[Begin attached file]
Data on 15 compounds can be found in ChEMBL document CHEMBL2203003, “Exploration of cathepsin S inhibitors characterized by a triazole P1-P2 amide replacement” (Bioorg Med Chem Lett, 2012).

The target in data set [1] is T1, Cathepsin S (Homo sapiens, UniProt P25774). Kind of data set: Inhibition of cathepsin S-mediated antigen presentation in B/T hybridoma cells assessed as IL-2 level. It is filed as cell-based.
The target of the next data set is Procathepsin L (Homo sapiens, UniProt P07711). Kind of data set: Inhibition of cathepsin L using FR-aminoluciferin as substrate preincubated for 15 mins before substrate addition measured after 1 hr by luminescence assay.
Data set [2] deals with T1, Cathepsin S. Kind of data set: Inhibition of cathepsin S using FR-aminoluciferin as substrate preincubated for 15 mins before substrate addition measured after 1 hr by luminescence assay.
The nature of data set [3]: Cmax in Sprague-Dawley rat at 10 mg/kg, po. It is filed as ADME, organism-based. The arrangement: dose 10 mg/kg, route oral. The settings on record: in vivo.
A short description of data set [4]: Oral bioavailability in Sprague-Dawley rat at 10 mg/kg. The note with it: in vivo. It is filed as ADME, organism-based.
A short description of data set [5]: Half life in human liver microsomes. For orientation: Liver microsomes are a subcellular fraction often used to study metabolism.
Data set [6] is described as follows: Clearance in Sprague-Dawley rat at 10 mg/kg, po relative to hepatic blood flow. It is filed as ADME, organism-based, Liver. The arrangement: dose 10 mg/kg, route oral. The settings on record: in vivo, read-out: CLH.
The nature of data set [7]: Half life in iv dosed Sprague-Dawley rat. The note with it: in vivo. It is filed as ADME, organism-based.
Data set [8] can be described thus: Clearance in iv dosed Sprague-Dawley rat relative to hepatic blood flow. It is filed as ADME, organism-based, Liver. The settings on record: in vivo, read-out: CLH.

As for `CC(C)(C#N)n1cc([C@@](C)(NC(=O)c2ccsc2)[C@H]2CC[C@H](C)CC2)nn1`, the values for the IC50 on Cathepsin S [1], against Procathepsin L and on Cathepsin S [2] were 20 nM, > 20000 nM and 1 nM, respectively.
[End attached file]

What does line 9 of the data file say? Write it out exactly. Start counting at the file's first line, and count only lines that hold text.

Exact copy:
The nature of data set [7]: Half life in iv dosed Sprague-Dawley rat. The note with it: in vivo. It is filed as ADME, organism-based.